Ten years ago, Luke Lewis, chairman of Universal Nashville, made his dream of a nurturing, singer-songwriter-oriented label into reality with the launch of Lost Highway. The aim was to create a label that, as he says, "might be a haven for artists that make enduring music not driven by hits on the radio," and Lost Highway put that dream to the test with their first release, the soundtrack to the quirky movie, O Brother, Where Art Thou? Five Grammy Awards and 7 million sales later, Lost Highway was up and running in the fast lane. Since then, the label has released gems from pioneers such as Willie Nelson, Elvis Costello and Johnny Cash as well as groundbreakers including Whiskeytown and the Jayhawks. Not to put too much emphasis on the numbers, but since its inception, the label has released 80 albums, sold 18 million units, and earned 53 Grammy nominations resulting in 15 wins.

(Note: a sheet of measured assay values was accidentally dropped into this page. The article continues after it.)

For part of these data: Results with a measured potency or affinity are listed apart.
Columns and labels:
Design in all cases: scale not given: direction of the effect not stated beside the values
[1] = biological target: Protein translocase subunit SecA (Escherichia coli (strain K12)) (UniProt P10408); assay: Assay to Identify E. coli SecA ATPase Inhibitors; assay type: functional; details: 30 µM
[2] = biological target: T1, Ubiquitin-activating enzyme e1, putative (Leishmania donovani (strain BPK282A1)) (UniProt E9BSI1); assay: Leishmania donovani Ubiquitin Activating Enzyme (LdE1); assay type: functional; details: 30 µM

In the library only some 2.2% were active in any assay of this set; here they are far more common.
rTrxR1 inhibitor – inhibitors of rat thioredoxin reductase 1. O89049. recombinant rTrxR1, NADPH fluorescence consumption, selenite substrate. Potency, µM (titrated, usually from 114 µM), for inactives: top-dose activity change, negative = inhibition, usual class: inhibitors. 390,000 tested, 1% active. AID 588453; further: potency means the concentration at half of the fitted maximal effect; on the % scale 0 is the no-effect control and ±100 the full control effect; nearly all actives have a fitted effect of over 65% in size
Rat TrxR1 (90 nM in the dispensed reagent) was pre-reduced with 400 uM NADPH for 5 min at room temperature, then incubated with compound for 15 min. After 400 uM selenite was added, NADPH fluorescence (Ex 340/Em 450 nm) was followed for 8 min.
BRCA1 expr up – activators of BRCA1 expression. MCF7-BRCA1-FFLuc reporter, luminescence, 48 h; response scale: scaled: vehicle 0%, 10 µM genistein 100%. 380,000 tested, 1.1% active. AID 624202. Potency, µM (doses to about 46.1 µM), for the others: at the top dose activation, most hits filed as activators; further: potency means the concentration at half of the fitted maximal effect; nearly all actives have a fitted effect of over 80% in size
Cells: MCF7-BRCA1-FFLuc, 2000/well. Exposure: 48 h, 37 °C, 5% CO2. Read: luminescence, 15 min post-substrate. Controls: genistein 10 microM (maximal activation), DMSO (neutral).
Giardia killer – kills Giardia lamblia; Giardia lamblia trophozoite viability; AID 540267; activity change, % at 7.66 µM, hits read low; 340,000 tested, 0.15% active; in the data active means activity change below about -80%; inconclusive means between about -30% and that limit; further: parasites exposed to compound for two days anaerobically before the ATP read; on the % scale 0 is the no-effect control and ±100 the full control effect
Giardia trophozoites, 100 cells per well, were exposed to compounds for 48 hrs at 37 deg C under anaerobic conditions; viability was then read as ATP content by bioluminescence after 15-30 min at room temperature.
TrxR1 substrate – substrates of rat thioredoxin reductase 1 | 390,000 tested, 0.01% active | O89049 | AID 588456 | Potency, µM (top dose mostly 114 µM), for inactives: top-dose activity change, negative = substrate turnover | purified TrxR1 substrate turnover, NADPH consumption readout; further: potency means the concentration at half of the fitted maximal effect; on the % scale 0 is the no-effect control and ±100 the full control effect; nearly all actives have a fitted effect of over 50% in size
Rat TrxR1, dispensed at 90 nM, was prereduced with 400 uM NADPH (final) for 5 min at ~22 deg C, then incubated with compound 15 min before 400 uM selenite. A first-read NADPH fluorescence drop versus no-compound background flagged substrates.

With its emphasis on quality songwriting (as opposed to radio hits), Lost Highway has emerged as a true testament to artist development in an era when artist development has gone the way of the cassette. The label will celebrate its rich contribution to music by releasing 20 titles from its diverse catalog in limited-edition clear vinyl throughout 2011. And you thought Johnny Cash's American VI: Ain't No Grave couldn't get any cooler.